I have no doubt that my little family will live in the US in the future and when we do, I will have this rich experience under my belt. Hopefully, that will only stand as something even greater I can offer my homeland having lived abroad. It’s a great big world out there, and it’s a short life.

xxOHM

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One Hot Mess and a Koala

Nothing makes me want to live off the grid more than dealing with government agencies. The only problem with off the grid living is the lack of niceties and little comforts I’ve grown accustomed to. I mean, where would I get the vanilla almond butter I’m addicted to or a pedicure? First world problems I tell ya.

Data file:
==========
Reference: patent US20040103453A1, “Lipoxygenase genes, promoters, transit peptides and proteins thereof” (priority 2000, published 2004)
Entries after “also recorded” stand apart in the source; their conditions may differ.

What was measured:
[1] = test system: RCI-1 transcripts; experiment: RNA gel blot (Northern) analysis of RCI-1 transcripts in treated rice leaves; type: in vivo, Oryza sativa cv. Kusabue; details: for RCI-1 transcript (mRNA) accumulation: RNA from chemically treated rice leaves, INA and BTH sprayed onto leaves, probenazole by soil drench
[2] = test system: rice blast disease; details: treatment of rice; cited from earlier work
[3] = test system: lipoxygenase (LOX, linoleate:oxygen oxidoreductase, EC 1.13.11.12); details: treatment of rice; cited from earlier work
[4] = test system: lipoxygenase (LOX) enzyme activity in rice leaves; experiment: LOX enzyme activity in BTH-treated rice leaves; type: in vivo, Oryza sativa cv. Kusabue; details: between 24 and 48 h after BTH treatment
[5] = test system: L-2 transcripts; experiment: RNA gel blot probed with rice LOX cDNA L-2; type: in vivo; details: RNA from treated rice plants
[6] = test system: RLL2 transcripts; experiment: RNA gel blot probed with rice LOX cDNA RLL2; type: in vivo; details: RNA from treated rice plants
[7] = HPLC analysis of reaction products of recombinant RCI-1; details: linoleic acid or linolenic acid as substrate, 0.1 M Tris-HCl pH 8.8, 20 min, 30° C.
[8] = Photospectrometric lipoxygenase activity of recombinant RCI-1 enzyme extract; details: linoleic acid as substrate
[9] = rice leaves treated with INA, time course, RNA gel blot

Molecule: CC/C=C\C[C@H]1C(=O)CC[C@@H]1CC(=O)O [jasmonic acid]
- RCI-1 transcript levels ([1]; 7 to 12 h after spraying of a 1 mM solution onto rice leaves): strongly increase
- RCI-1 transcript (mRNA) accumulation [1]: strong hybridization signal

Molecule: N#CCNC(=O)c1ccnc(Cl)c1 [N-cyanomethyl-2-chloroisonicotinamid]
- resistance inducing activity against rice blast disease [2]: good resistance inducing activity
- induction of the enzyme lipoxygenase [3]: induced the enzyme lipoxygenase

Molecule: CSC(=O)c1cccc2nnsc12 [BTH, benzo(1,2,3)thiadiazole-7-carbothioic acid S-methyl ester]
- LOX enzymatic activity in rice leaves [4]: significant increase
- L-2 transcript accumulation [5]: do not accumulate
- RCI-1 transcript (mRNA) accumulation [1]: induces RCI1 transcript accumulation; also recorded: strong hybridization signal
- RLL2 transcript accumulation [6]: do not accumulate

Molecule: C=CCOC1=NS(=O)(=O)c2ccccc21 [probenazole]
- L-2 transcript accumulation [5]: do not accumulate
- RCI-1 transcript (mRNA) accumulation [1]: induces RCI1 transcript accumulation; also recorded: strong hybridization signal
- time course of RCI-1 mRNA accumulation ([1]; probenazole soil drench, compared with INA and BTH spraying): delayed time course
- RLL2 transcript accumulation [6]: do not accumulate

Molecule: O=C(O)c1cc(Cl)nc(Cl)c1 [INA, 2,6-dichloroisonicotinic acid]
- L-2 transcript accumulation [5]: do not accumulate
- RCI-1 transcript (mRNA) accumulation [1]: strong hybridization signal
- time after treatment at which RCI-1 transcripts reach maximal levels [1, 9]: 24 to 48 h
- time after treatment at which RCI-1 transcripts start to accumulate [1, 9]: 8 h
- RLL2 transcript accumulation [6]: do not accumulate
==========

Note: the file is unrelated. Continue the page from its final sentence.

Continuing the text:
I’m currently in the process of applying for Permanent Residency in Australia and holy mackerel is it a long and loaded process! As an American a little part of me is an entitled, spoiled, white girl who thinks I should just be able to fill in a form, tell them I’m not a baddie (Aussie speak for bad guy), and go on my way. But no. I have to trudge through all the bureaucracy and mountains of paperwork like the rest of the population and wait my turn. (Cue foot stomping). Let me share with you a tiny bit of what is required. Fingerprints, sent to the FBI (12-16 week turn around time), Australian National Police Check, Blood Tests, Chest X-rays, family history (including step and half siblings and their marital status), certified copies of everything from my passport to my first library card (ok the library card part is a lie), four new passport style photos, three different forms all five plus pages in length, a personal story as to how I came to be in Australia and married to that handsome guy with the cute accent, and a little more than $4k. Just for starters. Thank goodness for Google and the really nice lady at Immigration who answered my questions! I’m hoping the process for Lucas’ green card is less painful, but I’m not betting on it.